just closed

To commemorate its 30th anniversary, the Fondation Cartier pour l’art contemporain presents two exceptional projects.

Les Habitants
An idea by Guillermo Kuitca
Featuring Tarsila Do Amaral, Francis Bacon, Vija Celmins, Guillermo Kuitca, David Lynch, Artavazd Pelechian, Patti Smith

Everyday at 6:30 pm, visitors with an admission ticket can attend a free guided tour of the exhibitions.
Subject to availability.

The Argentinean painter Guillermo Kuitca presents an installation that illustrates the history of the Fondation Cartier pour l’art contemporain and its unique way of establishing relationships between artists and artworks, inciting encounters of many kinds, and making connections from one project to the next over the years. Occupying the entire lower level of the Fondation Cartier, this work is entitled Inhabitants, borrowing from the film of the same name by Armenian filmmaker Artavazd Pelechian. Through this work created especially for the occasion, Guillermo Kuitca plunges visitors into a pictorial and sound environment, building an intricate network between his own art and that of David Lynch, Vija Celmins, Patti Smith and Artavazd Pelechian.

The idea for Inhabitants came from David Lynch’s life-sized recreation of a living room, inspired by one of his own small drawings. For Guillermo Kuitca, whose work is filled with references to theatrical interiors, seeing David Lynch’s 2007 exhibition The Air is on Fire at the Fondation Cartier, where the living room was shown for the first time, was an important experience that struck a profound chord. Guillermo Kuitca further explores this encounter by inviting visitors to rediscover a concert given by Lynch and Patti Smith at the Fondation Cartier on October 28, 2011 as part of the Mathematics, A Beautiful Elsewhere exhibition. For Guillermo Kuitca, this event embodied the concept of reinterpretation that underlies his entire project, and he incorporated the concert’s sound recording into his installation. During this unique performance of music and poetry that brought the two artists together on stage for the first time, Patti Smith adapted a text written by Lynch that told the story of an antelope who wanders through a city and observes its people. The phrase "I saw an antelope" returns again and again, like a litany. It provides an echo to Artavazd Pelechian’s film Inhabitants, an ode to nature that depicts images of animals frantically trying to escape from an invisible threat.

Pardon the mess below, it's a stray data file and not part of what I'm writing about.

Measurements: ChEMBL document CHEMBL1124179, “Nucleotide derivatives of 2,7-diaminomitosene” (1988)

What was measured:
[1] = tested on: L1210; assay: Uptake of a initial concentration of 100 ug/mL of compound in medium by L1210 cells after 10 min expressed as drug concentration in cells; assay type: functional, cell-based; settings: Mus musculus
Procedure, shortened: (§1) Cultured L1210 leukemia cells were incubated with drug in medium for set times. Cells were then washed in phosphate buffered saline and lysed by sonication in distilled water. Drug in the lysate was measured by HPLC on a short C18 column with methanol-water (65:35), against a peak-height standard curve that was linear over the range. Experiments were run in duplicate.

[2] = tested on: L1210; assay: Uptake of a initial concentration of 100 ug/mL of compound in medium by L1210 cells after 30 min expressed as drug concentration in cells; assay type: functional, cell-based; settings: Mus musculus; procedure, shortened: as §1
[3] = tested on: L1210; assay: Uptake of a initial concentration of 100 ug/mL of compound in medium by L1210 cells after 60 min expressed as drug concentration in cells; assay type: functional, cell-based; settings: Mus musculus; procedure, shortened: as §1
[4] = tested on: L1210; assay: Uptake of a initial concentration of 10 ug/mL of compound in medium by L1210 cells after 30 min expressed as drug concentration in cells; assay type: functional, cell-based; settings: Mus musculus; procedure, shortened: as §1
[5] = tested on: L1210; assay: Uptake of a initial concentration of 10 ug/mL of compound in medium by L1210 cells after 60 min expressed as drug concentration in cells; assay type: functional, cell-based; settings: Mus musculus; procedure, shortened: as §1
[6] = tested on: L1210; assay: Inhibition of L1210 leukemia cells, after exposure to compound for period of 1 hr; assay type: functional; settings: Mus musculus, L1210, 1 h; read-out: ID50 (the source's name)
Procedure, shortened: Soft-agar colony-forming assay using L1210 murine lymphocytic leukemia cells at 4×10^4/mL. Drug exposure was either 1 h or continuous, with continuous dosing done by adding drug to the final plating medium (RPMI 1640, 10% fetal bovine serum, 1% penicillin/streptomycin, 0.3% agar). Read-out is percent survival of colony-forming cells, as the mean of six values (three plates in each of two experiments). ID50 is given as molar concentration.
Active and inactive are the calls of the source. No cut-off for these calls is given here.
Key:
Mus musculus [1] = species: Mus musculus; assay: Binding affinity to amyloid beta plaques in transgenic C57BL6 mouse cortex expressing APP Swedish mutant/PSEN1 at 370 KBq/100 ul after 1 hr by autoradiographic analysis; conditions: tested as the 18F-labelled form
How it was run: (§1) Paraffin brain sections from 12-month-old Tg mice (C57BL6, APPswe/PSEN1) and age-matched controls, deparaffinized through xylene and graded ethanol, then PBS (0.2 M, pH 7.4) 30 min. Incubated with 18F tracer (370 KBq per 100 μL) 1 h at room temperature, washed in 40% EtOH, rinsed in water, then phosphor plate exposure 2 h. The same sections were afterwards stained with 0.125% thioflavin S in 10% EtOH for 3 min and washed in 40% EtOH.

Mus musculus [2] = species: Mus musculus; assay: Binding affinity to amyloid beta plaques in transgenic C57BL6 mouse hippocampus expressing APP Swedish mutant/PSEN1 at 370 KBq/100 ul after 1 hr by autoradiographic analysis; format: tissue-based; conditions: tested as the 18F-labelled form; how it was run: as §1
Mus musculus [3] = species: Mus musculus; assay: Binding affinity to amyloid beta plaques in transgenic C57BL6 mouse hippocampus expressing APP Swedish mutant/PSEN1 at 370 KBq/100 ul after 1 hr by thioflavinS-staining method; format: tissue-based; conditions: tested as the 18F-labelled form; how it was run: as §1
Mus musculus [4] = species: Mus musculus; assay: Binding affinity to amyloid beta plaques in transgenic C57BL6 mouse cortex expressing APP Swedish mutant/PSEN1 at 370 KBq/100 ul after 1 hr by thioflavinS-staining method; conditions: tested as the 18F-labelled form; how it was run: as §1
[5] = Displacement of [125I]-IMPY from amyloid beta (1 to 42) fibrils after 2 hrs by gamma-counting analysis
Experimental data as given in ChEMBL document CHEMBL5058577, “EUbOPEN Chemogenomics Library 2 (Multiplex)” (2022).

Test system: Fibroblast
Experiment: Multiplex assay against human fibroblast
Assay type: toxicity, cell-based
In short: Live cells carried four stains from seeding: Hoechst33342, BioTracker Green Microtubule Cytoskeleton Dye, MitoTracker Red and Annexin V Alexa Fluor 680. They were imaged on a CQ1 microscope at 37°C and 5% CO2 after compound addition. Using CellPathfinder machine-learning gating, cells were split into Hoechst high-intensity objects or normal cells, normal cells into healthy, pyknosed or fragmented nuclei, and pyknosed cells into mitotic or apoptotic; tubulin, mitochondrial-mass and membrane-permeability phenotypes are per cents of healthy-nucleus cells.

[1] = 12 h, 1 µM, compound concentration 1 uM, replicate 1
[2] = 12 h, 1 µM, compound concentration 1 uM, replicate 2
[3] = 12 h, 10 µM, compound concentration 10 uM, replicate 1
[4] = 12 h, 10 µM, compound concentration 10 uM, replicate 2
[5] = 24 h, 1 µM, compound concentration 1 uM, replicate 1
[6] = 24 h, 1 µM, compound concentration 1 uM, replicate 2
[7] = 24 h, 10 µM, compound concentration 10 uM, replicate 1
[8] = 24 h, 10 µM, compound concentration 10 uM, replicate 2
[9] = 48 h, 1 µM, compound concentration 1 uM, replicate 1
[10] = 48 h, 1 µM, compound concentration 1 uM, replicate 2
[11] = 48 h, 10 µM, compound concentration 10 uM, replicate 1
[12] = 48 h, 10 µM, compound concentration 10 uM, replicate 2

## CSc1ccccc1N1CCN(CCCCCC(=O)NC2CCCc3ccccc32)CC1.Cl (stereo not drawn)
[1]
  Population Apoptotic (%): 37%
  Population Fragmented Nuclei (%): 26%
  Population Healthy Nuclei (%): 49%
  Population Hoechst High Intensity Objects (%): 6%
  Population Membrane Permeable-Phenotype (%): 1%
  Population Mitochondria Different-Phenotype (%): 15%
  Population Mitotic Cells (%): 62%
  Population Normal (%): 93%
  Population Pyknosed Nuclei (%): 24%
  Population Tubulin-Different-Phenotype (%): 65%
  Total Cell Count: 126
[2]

Painted in infinite shades of black, white and gray, American artist Vija Celmins’ starry skies converse with paintings by David Lynch.

Guillermo Kuitca’s installation Inhabitants constantly plays on viewers’ sensations and creates optical illusions. It also invites visitors to reflect upon his oeuvre as a whole, characterized by references to maps and the intersection between places and things, as well as allusions to physical, mental and emotional territories in which the human figure is conspicuously absent. Inhabitants is inspired by the same spirit. Stimulating dialogue and making surprising multilayered connections between the works, artists and ideas presented, Inhabitants also reflects the unique manner in which the Fondation Cartier pour l’art contemporain has operated for 30 years.

Visual: Guillermo Kuitca, Preparatory sketch for the exhibition Les Habitants, 2014 © Guillermo Kuitca


Tarsila do Amaral
Capivari, 1886 – São Paulo, 1973 (Brazil)
Trained in the arts of sculpture, drawing and painting in São Paulo, Tarsila do Amaral moved to Paris in 1916.
She concluded her apprenticeship with three figureheads of French modernism – Fernand Léger, André Lhote